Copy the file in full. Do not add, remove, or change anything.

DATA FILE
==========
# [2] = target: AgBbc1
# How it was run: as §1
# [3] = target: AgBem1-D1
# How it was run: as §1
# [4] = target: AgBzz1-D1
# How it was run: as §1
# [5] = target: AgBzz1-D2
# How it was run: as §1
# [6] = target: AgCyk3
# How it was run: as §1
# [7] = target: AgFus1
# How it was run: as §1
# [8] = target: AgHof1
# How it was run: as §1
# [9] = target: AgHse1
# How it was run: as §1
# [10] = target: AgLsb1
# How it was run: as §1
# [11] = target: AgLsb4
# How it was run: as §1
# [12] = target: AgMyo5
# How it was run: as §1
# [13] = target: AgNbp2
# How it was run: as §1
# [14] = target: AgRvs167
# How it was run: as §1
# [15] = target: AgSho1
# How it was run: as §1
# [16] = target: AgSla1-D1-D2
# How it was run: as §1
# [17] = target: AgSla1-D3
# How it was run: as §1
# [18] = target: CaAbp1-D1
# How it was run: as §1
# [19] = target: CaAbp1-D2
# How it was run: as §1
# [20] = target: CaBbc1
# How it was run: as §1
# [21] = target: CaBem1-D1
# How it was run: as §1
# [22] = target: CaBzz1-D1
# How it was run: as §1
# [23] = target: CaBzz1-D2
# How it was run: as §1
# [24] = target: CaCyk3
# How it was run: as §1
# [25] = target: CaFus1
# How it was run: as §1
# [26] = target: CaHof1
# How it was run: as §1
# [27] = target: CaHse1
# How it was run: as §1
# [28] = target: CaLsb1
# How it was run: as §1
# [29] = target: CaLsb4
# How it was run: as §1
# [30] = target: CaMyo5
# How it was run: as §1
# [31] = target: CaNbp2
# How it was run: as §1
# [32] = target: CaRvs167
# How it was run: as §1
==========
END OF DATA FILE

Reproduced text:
# [2] = target: AgBbc1
# How it was run: as §1
# [3] = target: AgBem1-D1
# How it was run: as §1
# [4] = target: AgBzz1-D1
# How it was run: as §1
# [5] = target: AgBzz1-D2
# How it was run: as §1
# [6] = target: AgCyk3
# How it was run: as §1
# [7] = target: AgFus1
# How it was run: as §1
# [8] = target: AgHof1
# How it was run: as §1
# [9] = target: AgHse1
# How it was run: as §1
# [10] = target: AgLsb1
# How it was run: as §1
# [11] = target: AgLsb4
# How it was run: as §1
# [12] = target: AgMyo5
# How it was run: as §1
# [13] = target: AgNbp2
# How it was run: as §1
# [14] = target: AgRvs167
# How it was run: as §1
# [15] = target: AgSho1
# How it was run: as §1
# [16] = target: AgSla1-D1-D2
# How it was run: as §1
# [17] = target: AgSla1-D3
# How it was run: as §1
# [18] = target: CaAbp1-D1
# How it was run: as §1
# [19] = target: CaAbp1-D2
# How it was run: as §1
# [20] = target: CaBbc1
# How it was run: as §1
# [21] = target: CaBem1-D1
# How it was run: as §1
# [22] = target: CaBzz1-D1
# How it was run: as §1
# [23] = target: CaBzz1-D2
# How it was run: as §1
# [24] = target: CaCyk3
# How it was run: as §1
# [25] = target: CaFus1
# How it was run: as §1
# [26] = target: CaHof1
# How it was run: as §1
# [27] = target: CaHse1
# How it was run: as §1
# [28] = target: CaLsb1
# How it was run: as §1
# [29] = target: CaLsb4
# How it was run: as §1
# [30] = target: CaMyo5
# How it was run: as §1
# [31] = target: CaNbp2
# How it was run: as §1
# [32] = target: CaRvs167
# How it was run: as §1